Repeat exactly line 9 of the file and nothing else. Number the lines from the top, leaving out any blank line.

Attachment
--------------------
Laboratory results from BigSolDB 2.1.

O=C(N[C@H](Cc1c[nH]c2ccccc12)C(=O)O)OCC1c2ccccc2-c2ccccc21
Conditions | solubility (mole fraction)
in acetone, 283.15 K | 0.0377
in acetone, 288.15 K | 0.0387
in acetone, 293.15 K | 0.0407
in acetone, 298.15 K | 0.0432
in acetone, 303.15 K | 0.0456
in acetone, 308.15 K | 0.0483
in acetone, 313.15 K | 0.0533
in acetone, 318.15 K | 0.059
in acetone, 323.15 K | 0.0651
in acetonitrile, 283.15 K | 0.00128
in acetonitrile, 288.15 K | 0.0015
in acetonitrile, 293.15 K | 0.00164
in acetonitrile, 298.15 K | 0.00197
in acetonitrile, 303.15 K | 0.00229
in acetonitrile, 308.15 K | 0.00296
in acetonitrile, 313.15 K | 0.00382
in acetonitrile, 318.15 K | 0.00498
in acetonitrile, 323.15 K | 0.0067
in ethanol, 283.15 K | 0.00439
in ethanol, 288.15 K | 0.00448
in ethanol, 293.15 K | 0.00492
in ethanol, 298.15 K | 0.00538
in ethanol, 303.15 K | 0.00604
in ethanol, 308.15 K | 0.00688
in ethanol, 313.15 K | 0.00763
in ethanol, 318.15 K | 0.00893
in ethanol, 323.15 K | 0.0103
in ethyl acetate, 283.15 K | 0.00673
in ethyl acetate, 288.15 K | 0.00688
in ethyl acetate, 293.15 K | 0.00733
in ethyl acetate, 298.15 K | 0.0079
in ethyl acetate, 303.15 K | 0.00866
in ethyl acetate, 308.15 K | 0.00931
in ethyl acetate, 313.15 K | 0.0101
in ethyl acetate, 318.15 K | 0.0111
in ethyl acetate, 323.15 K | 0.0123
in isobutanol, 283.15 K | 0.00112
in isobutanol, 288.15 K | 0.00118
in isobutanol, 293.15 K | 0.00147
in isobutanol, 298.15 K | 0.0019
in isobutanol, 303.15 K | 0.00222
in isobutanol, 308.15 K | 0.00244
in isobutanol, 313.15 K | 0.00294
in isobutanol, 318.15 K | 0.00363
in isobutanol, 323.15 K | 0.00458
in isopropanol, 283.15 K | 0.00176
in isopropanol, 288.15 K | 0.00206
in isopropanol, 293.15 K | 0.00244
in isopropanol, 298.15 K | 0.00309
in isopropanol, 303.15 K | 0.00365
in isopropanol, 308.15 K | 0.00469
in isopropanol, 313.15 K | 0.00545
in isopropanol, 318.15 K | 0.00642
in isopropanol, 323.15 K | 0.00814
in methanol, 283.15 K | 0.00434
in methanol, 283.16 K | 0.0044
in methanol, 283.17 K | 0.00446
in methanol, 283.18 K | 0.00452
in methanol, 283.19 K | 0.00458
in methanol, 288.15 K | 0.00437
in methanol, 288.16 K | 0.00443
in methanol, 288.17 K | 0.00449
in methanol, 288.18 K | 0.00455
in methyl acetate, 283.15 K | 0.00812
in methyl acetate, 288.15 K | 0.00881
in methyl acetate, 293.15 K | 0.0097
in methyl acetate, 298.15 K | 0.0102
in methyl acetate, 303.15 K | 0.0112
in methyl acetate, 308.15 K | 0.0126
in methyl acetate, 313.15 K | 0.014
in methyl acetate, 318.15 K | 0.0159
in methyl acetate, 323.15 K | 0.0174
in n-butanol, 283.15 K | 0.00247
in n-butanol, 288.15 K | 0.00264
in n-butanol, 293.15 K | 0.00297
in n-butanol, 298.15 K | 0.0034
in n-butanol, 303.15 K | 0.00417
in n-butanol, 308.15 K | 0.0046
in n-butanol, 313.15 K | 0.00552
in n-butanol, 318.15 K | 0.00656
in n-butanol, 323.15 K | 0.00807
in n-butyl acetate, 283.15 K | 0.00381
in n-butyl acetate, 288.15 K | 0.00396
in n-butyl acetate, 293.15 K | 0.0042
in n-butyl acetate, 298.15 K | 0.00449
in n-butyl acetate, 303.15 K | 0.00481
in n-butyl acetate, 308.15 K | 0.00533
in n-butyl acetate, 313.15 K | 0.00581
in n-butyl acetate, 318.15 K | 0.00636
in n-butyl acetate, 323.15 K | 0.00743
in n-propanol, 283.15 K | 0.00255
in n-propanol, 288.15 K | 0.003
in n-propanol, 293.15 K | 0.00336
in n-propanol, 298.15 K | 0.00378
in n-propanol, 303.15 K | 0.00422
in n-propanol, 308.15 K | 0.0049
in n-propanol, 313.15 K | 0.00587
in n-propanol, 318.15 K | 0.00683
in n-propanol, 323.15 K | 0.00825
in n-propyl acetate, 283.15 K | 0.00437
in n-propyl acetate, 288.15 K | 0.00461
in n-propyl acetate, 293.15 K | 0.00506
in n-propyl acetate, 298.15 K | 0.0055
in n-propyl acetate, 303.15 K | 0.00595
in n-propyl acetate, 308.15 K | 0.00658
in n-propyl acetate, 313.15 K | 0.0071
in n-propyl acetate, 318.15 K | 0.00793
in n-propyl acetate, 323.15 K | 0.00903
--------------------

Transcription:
in acetone, 308.15 K | 0.0483